Trash Boss the Latest Charged in San Francisco Public Works Bribery Scheme

John Porter faces 30 years in federal prison if convicted on charges of bribing the former head of San Francisco’s public works department to charge San Franciscans higher rates for trash pickup.

(Image by drewplaysdrums from Pixabay)

SAN FRANCISCO (CN) — Federal prospectors charged a trash company boss on Thursday with bribing the former head of San Francisco’s public works department to get him to sign off on higher garbage collection rates from the city.

As vice president of waste management company Recology until this past January, John Porter helped funnel a stream of benefits worth more than $1 million to curry favor with Mohammed Nuru, who ran the Department of Public Works as his own personal fiefdom until his arrest in 2020.

“Mohammed is the director of the DPW who ultimately signs off on our rates. Needless to say, keeping him happy is important,” Porter said in an email to a colleague in 2015 as the company negotiated for rate increases for residential garbage collection, according to federal prosecutors.

Porter directed his underling Paul Giusti to provide Nuru with cash gifts that helped fund a variety of activities for department employees, including “holiday events, big Public Works Week picnics, a health fair with acupuncture and massages, staff lunches, awards, Public Works gear, and even a treadmill for the DPW yard,” according to a criminal complaint unsealed Thursday.

Prosecutors say Giusti laundered thousands of dollars worth of holiday party contributions by disguising the payments as donations to the Lefty O’Doul’s Foundation for Kids, a children’s charity run by San Francisco restaurateur Nick Bovis.

Bovis was arrested in January 2020, accused of scheming with Nuru in attempting to bribe an airport official and obtain lucrative city contracts. Bovis owned the prominent but now-shuttered San Francisco establishments Lefty O’Doul’s and Gold Dust Lounge. Facing a maximum prison sentence of 40 years, he reached a plea agreement with prosecutors this past May.

Nuru was arrested alongside Bovis, and faces charges of honest services wire fraud and lying to FBI agents. He could be sentenced to 25 years in prison if convicted.

According to the complaint against Porter, Recology was the largest contributor to the department of public works’ holiday parties, giving a total of $60,000 from 2016 through 2019.

In a phone call recorded in November 2018, Nuru asked Giusti to increase Recology’s contribution from the $15,000 Nuru received for the holiday party in 2017.

“Yeah, so last year was $15,000 you guys gave us,” Nuru said, adding, “Yeah, so if you could, if you could give me 20, that would be nice.”

San Francisco Department of Public Works director Mohammed Nuru. (SFPW photo)

“All right, OK,” Giusti replies.

Nuru then tells Giusti that he was “working on the other thing for John,” referring to Porter and the desired Recology price increase.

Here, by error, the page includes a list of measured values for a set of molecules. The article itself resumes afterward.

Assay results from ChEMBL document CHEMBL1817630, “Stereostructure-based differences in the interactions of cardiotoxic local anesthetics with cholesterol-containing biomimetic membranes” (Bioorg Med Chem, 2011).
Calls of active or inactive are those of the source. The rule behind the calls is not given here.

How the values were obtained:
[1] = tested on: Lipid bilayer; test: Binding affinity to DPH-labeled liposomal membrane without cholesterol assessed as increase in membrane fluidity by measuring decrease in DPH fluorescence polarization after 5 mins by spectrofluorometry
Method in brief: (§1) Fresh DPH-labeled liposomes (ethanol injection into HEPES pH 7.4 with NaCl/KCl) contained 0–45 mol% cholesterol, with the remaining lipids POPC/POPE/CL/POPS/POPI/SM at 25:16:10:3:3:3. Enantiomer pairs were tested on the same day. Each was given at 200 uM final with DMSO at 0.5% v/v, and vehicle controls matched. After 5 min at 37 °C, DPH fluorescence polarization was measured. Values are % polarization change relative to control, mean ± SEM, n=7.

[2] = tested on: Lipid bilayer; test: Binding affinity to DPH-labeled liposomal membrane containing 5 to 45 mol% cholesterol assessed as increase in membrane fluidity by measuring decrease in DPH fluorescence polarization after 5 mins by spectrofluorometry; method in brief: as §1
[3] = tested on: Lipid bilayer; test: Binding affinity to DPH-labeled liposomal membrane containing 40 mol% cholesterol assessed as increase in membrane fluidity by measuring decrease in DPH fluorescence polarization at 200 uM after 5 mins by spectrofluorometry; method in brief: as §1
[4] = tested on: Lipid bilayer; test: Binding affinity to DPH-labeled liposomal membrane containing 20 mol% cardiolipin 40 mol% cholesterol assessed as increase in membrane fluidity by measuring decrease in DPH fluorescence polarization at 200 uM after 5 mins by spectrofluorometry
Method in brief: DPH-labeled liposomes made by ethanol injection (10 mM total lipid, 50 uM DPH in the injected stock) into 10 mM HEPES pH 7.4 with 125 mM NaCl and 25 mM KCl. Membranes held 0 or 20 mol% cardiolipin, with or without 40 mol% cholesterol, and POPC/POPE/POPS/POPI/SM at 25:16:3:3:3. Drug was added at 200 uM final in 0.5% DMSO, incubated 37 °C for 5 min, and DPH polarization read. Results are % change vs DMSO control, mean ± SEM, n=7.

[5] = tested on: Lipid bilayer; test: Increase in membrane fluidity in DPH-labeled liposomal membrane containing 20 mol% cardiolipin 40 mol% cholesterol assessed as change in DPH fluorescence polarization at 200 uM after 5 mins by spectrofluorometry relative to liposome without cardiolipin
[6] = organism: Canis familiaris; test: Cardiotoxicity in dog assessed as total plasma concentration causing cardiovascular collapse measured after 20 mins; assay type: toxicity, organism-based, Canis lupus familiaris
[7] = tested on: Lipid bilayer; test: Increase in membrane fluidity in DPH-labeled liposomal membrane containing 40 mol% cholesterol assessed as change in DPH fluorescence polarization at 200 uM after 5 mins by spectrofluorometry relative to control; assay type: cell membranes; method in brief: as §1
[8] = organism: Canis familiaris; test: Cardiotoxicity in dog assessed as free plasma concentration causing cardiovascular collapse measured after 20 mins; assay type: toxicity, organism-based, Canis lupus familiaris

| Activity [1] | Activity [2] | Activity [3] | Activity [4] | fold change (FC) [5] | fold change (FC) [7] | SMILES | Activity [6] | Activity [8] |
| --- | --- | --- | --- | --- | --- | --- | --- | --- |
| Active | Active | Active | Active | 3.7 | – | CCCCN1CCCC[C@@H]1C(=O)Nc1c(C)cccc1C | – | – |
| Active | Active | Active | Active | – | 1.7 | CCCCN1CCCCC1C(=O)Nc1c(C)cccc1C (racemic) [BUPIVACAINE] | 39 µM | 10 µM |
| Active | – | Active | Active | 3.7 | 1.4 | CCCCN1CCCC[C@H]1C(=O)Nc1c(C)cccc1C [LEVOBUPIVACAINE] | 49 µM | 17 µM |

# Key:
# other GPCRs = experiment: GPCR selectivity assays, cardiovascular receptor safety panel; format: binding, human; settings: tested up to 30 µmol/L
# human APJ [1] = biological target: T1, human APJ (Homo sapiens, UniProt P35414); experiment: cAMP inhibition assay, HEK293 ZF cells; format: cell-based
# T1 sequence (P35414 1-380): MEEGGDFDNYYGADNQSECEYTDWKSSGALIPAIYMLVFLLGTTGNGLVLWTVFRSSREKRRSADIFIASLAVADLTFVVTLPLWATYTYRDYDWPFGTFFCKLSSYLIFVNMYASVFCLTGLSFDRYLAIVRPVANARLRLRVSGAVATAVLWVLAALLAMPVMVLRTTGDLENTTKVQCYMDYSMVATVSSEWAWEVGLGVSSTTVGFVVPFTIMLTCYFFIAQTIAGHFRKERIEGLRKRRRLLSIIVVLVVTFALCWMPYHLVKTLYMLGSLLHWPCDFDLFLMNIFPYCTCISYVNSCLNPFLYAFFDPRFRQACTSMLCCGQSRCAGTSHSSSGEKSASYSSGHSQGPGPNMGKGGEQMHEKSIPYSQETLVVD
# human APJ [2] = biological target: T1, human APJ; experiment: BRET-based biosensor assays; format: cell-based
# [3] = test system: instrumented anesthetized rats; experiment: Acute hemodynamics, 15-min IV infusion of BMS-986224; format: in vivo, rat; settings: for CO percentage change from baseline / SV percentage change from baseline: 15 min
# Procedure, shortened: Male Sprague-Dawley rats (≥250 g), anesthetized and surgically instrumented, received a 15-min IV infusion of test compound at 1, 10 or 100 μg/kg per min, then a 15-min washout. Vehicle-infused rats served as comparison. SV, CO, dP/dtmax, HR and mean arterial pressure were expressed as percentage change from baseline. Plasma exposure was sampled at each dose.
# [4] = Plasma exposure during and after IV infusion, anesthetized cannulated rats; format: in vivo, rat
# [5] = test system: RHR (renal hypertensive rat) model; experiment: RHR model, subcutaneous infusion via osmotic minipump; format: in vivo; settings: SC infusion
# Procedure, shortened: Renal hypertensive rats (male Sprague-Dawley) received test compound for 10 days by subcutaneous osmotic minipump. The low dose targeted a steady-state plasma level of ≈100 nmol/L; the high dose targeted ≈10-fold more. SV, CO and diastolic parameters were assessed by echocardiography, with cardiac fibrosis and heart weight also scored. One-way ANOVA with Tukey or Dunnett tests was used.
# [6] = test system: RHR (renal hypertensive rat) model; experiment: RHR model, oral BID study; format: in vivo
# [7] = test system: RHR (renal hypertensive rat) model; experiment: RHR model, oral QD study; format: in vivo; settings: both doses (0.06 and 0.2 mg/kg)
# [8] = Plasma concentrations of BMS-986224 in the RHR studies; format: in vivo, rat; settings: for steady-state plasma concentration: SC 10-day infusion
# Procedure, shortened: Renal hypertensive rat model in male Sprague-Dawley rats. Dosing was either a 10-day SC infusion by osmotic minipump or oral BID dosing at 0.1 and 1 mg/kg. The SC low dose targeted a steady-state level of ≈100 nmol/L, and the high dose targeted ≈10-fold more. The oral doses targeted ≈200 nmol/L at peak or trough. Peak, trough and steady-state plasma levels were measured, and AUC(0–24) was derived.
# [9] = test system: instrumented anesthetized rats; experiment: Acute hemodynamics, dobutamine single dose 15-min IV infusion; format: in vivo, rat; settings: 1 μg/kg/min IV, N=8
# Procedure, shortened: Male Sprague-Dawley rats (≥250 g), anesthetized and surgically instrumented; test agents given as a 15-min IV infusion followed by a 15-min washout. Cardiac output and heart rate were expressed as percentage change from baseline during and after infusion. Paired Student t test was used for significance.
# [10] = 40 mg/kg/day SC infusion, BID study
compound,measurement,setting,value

Recology’s bid to increase collection rates was ultimately unsuccessful, according to the complaint, but it was still awarded a portion of the contract rebid by the city in 2019.

Prosecutors also say that between February 2013 and November 2019, Recology made 35 payments totaling $1,030,000 to a nonprofit identified only as “nonprofit A,” ostensibly at Nuru’s direction. The money funneled through that nonprofit as donations ended up going to a Department of Public Works anti-litter program called “Giant Sweep,” the complaint says, and the nonprofit took a 5% cut.

These payments are detailed in a serious of emails between Porter and Giusti, including this exchange cited in the complaint where Giusti writes, “I got my ass chewed out this morning from Mohammed and actually had to promise to write a personal check to a nonprofit that has been waiting months to get paid!”

Ten minutes later, Porter replied, “We should sit down and discuss all the politically sensitive payments that we make on a recurring basis so that we can check to ensure that those are paid regularly.”

Giusti responded, “Not paying our commitments timely negates all the goodwill we build by making the donation/sponsorship in the first place.”

According to the complaint, these “Giant Sweep” payments continued right up until Nuru’s arrest, then ended after Porter told a Recology manager to “hold off on approving this for now.”

Giusti was charged last November with bribery and money laundering for his part in the scheme. He faces a maximum of 30 years in prison.

Porter faces the same charges and is scheduled to appear in federal court on April 20.

“Once again a person employed by a company contracting with San Francisco has been charged with bribing a San Francisco City Hall official with more than $1 million of funds and benefits,” Acting U.S. Attorney Stephanie Hinds said in a statement. “A person who pays a bribe is as criminally liable as the public official who takes it.”

Hinds added that the corruption investigation is still ongoing.

Thus far, 11 people — including city employees and contractors — have been charged with crimes related to the Department of Public Works corruption probe.

In March, Recology agreed to repay ratepayers $100 million for overcharges from rate hikes that Nuru approved in 2017.

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